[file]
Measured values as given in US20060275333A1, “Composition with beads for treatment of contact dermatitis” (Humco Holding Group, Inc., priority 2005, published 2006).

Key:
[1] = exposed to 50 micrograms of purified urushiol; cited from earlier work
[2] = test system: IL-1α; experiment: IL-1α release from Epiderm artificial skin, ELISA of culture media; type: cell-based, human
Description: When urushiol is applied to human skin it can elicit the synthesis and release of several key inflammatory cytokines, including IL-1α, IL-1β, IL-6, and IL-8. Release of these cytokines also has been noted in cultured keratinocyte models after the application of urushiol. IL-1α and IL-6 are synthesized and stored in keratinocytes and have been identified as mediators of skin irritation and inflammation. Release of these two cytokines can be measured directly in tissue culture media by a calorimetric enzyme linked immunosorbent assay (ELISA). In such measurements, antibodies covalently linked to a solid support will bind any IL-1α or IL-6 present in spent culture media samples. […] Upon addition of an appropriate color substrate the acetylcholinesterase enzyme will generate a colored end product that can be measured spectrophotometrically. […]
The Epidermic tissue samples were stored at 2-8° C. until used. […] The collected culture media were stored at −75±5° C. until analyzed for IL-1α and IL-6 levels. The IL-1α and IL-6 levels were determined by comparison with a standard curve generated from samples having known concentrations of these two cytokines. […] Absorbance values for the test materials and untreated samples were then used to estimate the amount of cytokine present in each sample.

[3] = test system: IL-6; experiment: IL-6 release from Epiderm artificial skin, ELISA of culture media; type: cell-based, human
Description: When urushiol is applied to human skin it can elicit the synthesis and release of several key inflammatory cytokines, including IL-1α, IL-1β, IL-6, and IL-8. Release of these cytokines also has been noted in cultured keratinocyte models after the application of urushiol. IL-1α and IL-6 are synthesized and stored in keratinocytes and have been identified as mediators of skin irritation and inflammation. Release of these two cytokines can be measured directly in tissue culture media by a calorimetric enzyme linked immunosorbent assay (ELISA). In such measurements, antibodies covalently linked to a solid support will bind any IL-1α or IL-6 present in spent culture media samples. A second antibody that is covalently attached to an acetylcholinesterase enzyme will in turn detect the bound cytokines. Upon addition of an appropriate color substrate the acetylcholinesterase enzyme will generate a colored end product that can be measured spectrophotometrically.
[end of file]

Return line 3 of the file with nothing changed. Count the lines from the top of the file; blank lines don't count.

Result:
[1] = exposed to 50 micrograms of purified urushiol; cited from earlier work